Notebook: Accountable on the Field

The Vikings have preached a "culture of accountability" for players off the field, but after the defense's poor showing on Monday night, coordinator Mike Tomlin is preaching that on the field as well. Plus, get other notes and quotes from the players and coaches as they try to move beyond the MNF embarrassment.

The Vikings received their first blowout loss of the season on football's biggest stage – the bright lights and additional cameras of ESPN's "Monday Night Football." While it came at the hands (and arm) of the Patriots, one of the NFL's best teams this season, the manner in which New England handed it to the Vikings surprised some and upset others.

Despite having two strong running backs in Laurence Maroney and Corey Dillon, the Patriots opted not to seriously test Minnesota's run defense and went into the game with a pass-first approach. It worked seemingly perfectly, as quarterback Tom Brady had 372 yards through the air.

But the passing mentality continued deep into the fourth quarter, when the Patriots had a 24-7 lead. To some observers, it seemed the Patriots might be rubbing it in. To Vikings defensive coordinator Mike Tomlin, that had nothing to do with it.

"They are not responsible for keeping the score down, we are. It's the NFL, man. We're competitive. We worry very little about what they do and why they do it," Tomlin said. "Now we have to defend it, but we don't call plays for the New England Patriots. They call plays for themselves. Like any opponent, we don't care what they do. We have to defend every blade of grass. We've got to play one snap at a time regardless of whether they come out in a spread offense or a wishbone."

In other words, the "culture of accountability" that head coach Brad Childress tries to instill in players' lives applies on the field as well as off the field, and Tomlin thinks the Patriots were simply ensuring themselves of a win by doing what was working.

"We've had some impressive fourth-quarter comebacks and things of that nature. The reality is that they stuck to their game plan because there was a lot of time on the clock, and rightfully so. We're down – what? – 17 I guess against Detroit in the fourth quarter and we come back and win in a flurry. They did what was smart and stuck to their game plan. Hats off to them."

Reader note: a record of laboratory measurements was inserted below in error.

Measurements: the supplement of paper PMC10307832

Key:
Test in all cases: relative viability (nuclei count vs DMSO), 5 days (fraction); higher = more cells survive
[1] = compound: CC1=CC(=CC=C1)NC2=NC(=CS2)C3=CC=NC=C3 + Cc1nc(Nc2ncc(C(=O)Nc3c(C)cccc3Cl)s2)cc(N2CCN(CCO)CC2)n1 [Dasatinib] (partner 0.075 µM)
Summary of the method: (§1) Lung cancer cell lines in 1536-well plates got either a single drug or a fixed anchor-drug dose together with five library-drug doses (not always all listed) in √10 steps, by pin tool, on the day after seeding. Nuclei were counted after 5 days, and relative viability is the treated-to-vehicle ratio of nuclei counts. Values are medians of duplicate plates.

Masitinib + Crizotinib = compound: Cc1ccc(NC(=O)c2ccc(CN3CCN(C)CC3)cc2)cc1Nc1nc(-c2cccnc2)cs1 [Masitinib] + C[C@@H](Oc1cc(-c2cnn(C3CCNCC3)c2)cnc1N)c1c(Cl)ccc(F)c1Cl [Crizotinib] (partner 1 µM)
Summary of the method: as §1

While fans might stew over the pounding until the next Sunday, the coaches and players have to move on to preparation for the next game, and that's what most of them were doing this week.

By Wednesday, the first media access since Monday's night loss, fullback Tony Richardson refused to answer any questions specific to the Patriots game. Others were willing to offer a little analysis about New England's spread offense that found generally smooth sailing through the calm Vikings waters.

"That's just a case of them coming in with a great game plan and out-executing and out-playing us. It's definitely something that we knew they've shown in the past and had the ability to do. Hat's off to them, they just played lights-out football," said defensive tackle Ross Kolodziej.

"We were ready for the no-huddle, the adjustments, the spread – everything. The thing that hurt us is that we just didn't execute to their level."

When the game was out of hand and Brad Johnson had thrown three interceptions (and head coach Brad Childress "couldn't stands no more"), the Vikings inserted backup Brooks Bollinger in Johnson's place. But, despite his days of facing the Patriots when he was a member of the New York Jets, Bollinger couldn't find the answer either.

"They're always changing and they're always evolving. They evolve as well as anyone, and that's something that makes them really good," Bollinger said. "I think those players really fit the scheme. Those players are brought in to fit what they do. Those guys up front are built and they're put in those situations for a reason."